~ San Gimignano as seen from Campochiarenti ~

Vin Santo,  the Saint’s Wine.   Golden and aristocratic,  winemaker Daniele Rosti once told me that most Tuscans make Vin Santo because it is considered the minimum that someone should offer guests who stop by on Sunday afternoons.  

For me,  after a long, relaxing meal,  the best dessert is a simple glass of Vin Santo and a few biscotti for dunking.  One without the other, is incomplete. 

~ The Chapel at Campochiarenti ~

Recently, I opened a bottle of the 1996 Campochiarenti Vin Santo to sip leisurely on of course, a Sunday afternoon.  In the glass, the wine was a clear, medium gold color – almost like thinned honey. 

The aromatics on the wine are simply amazing. Vin Santo always charms me, but the complexity here at almost 19 years of age is astounding.  There’s loads of honey, clove, allspice, flowers, caramel, caramelized sugar and flowers working in harmony.  

On the palate, the wine is medium bodied with pretty flavors of orange peel, honey, baking spices, almonds and golden raisin.  The acidity leaves your palate refreshed and the wine is well balanced though I’d actually prefer a bit more sweetness in the wine.  Why? Because along with the almond biscotti, the wine seemed a bit leaner in body than it did on its own.   Still, if you’re a Vin Santo lover, this is a wonderful value.  88 points, about 20 Euro available from the winery.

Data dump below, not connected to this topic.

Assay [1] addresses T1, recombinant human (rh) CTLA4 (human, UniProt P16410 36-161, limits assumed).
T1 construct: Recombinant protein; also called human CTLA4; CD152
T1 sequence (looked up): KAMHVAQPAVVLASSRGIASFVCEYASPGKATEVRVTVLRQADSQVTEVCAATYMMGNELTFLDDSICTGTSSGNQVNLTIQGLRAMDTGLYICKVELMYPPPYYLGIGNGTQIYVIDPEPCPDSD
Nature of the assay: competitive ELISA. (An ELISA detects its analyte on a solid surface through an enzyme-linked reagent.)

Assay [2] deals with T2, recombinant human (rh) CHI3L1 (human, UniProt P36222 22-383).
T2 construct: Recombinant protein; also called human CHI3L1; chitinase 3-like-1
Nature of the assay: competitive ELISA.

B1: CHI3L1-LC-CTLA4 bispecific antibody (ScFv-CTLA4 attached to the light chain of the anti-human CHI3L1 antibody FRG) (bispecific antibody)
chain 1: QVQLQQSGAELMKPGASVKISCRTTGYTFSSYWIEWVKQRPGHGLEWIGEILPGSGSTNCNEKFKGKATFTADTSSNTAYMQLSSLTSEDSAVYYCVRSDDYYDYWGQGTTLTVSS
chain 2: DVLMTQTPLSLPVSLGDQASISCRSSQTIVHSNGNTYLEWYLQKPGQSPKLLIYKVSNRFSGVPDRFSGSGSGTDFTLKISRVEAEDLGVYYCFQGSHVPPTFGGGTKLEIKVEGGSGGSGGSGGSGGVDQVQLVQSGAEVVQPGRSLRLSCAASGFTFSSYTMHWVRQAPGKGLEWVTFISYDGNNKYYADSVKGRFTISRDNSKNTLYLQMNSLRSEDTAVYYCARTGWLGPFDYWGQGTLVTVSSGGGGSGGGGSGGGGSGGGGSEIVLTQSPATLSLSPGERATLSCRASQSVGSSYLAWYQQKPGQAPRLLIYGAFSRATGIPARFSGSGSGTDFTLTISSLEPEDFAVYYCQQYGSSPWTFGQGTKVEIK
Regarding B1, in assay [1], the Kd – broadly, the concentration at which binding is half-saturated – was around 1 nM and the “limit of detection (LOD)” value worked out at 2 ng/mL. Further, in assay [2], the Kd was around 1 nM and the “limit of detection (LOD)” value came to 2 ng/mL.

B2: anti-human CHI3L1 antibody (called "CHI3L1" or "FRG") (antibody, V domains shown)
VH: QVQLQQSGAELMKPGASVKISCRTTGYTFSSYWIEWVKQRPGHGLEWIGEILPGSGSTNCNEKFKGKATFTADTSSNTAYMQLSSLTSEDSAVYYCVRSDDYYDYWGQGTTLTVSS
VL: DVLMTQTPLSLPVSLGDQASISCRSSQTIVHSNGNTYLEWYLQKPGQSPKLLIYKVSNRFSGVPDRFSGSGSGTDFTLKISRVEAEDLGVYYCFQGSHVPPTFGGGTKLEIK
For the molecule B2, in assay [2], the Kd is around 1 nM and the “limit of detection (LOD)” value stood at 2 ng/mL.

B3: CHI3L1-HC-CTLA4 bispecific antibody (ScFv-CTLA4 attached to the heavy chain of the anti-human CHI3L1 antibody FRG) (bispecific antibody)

~ Vin Santo is made from Malvasia and Trebbiano grapes that are left to dry, by law, until at least December 1st after the harvest before the grapes are pressed.  Aging takes place in small oak barrels called “Caratelli” and Campochiarenti ages their Vin Santo for up to 8 years prior to release ~


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